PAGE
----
Japanese Shibui - The Geneve 166.721

In the 1960s, Omega produced a wide gamut of Geneve models spanning from dress watches, to funky pieces that look like UFOs, to Chronostop models, to divers with turnable bezels.  One common thread among them is that while the big names like Seamaster, Constellation, DeVille, and even lesser ones like Globemaster live on today, the Geneve model name died off and was never used again.  As a result of this, Geneves are among the most overlooked Omegas on the market.

In fairness to collectors, there are some commonly seen Geneve references that don't deserve much of a second look.  Their best feature is often their cheapness, and the references with less desirable movements and austere designs can be best skipped.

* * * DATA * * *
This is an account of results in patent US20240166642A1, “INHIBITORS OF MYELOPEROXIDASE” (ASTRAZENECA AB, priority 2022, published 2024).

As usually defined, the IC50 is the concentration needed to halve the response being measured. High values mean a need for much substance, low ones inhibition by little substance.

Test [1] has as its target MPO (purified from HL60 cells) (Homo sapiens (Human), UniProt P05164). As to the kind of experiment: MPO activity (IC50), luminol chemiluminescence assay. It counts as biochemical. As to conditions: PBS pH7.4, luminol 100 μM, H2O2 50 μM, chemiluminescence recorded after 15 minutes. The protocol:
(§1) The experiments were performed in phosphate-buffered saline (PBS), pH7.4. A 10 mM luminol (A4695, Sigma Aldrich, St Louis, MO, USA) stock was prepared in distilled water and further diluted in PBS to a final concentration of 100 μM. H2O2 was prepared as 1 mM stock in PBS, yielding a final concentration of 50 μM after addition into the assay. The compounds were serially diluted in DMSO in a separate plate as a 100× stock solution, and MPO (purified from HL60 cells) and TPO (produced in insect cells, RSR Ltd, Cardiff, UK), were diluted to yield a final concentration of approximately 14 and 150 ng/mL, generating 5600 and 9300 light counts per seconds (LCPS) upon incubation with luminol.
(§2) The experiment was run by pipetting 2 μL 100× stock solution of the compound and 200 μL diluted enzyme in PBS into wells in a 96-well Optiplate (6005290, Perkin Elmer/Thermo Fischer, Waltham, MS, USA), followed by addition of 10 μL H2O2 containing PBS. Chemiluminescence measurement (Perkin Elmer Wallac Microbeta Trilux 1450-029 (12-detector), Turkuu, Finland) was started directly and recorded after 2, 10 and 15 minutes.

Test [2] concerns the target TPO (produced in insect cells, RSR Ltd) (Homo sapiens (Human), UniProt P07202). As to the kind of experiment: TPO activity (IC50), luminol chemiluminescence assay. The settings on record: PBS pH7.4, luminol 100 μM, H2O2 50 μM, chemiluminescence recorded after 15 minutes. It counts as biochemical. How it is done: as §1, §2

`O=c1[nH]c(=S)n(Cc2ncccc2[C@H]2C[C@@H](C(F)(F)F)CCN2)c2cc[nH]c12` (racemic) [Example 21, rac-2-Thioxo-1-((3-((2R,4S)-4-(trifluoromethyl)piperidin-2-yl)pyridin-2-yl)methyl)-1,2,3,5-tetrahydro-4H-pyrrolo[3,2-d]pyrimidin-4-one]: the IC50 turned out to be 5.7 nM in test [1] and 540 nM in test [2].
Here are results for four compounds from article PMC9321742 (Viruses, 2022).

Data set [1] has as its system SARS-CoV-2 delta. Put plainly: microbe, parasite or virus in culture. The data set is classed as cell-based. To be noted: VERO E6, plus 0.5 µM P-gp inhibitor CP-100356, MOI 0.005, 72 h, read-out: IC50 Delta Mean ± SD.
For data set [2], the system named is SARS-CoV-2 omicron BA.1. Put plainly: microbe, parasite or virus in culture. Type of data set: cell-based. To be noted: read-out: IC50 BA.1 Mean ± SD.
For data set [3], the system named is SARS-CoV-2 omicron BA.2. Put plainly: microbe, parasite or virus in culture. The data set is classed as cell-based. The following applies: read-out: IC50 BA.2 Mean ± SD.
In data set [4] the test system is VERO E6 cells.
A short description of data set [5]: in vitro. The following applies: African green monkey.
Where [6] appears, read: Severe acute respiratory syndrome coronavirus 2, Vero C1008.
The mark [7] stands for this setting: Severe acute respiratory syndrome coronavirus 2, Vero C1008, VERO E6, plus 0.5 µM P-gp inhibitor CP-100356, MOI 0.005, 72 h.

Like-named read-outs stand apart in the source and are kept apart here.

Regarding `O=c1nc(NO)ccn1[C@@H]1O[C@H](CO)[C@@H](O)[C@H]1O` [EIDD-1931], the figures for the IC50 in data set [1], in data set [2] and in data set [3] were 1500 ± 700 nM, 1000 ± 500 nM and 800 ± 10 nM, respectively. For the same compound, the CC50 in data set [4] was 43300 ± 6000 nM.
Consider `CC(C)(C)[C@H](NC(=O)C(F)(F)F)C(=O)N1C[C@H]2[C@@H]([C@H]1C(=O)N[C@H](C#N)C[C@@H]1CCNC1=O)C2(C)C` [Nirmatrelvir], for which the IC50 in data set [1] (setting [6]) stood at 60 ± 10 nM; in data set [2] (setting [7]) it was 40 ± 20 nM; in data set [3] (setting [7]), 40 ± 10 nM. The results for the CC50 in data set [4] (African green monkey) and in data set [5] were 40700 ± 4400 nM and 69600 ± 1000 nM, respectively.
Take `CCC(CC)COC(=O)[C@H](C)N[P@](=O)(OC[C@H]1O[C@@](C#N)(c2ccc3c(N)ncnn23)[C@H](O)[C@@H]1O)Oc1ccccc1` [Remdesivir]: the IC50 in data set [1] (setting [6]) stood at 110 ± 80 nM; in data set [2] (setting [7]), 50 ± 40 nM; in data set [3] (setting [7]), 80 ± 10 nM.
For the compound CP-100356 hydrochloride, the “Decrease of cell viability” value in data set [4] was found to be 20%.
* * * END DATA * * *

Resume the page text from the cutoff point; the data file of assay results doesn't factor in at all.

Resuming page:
Image by omegaenthusiast.com

There are some true hidden gems however in the Geneve line, and the Japanese market reference 166.721 is definitely one of them.  In a model line that can leave collectors strugging to see what they have going for them, this Japanese Geneve is the polar opposite, a watch with everything going for it, with relative scarcity being its only drawback.

The Rule of Cool

It's easy to be caught up in following the popular Omega models that appear to get all the likes on Instagram.  Pie-pans, Speedmaster Pros, Seamaster 300s are all superb, brilliant watches that deserve every bit of the praise they get.  Some less famous models really do stand out however in a sea of sameness, and the 166.721 is  definitely one that qualifies.  

Image from eguchi-store.jp